6) Get help.
Now that you have the core idea for your brand more or less in place, it’s time to enlist some outside help in fleshing out your vision. Unless you have experience in the graphic design realm or an in-depth knowledge of creative marketing, your best bet is to get aid from an experienced, educated professional. You can hire a resident branding authority (usually a creative director) in-house, or outsource your work to an agency.

It’s still important that you remain a part of the process and keep your entire team in line with your new brand, but the expertise of a dedicated professional can go a long way in securing a quality brand for your company.

Once you’ve established your brand’s look and personality, your responsibilities aren’t quite over. You’ll still have to ensure that your entire team is on board with the brand and using it correctly in every application. It’s also a good idea to check in every few years to update your brand, as needed. Stay consistent, and your brand will increase the visibility, authority and retention potential of your company.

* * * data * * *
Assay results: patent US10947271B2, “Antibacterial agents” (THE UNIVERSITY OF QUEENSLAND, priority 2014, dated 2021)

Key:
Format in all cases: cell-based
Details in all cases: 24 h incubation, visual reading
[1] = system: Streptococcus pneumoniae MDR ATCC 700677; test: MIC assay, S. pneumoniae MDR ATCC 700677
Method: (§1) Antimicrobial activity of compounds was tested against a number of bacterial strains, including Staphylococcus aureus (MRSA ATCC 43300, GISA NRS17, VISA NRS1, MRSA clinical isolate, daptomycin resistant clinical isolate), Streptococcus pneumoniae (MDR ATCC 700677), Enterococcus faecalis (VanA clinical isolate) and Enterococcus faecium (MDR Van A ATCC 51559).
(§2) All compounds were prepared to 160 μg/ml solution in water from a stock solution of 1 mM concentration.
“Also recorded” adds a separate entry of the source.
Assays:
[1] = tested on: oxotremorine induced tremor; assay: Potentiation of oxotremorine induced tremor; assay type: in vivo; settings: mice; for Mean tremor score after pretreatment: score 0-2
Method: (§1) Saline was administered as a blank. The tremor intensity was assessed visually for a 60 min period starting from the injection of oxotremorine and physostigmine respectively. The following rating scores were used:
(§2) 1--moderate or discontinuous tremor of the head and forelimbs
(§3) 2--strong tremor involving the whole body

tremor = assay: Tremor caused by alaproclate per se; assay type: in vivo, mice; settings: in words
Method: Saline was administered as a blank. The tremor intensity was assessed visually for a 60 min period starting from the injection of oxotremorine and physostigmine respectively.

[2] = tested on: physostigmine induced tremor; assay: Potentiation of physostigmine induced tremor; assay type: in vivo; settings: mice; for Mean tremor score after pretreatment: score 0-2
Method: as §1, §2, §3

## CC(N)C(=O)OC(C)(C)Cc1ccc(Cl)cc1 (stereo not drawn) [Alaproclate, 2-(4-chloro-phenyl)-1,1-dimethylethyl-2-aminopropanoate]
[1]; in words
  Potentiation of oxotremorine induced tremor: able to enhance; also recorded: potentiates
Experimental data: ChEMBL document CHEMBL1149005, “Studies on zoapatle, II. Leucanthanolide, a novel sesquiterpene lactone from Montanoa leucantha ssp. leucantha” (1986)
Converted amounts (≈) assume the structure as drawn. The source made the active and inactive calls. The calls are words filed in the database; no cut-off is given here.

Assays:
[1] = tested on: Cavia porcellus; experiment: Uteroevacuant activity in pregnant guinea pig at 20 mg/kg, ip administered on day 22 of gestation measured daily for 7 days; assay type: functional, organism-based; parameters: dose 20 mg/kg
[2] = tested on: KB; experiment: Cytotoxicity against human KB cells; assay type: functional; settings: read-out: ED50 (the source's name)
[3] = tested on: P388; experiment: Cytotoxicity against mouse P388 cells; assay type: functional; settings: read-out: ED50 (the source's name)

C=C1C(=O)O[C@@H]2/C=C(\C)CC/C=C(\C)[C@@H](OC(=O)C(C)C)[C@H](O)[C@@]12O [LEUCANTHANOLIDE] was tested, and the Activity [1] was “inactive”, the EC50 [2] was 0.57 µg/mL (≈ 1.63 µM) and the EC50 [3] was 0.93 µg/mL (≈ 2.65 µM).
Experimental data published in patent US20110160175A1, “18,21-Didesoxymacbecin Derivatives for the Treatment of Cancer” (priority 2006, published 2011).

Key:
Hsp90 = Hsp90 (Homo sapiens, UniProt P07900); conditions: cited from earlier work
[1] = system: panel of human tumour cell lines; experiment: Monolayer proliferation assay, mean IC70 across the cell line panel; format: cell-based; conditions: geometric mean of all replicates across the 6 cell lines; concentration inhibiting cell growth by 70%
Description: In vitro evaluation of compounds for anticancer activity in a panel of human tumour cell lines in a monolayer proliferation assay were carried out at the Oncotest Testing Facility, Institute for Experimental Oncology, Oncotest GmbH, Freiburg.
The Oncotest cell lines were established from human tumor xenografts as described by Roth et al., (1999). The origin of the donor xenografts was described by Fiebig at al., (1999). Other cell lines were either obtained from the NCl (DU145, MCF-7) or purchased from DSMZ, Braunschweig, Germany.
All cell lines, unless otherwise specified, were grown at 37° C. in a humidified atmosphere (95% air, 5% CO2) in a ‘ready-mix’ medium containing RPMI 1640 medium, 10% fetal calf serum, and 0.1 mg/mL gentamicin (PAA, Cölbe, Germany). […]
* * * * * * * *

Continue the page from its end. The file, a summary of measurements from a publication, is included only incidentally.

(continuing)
Yours,
Dr Churchill

PS:
In addition to all its other parts, your business plan should include a branding strategy. This is your written plan for how you’ll apply your brand strategically throughout the company over time.

At its core, a good branding strategy lists the one or two most important elements of your product or service, describes your company’s ultimate purpose in the world and defines your target customer. The result is a blueprint for what’s most important to your company and your customer.

Don’t worry, because creating a branding strategy isn’t nearly as scary or as complicated as it sounds.

Here’s how you do it:

1) Set yourself apart.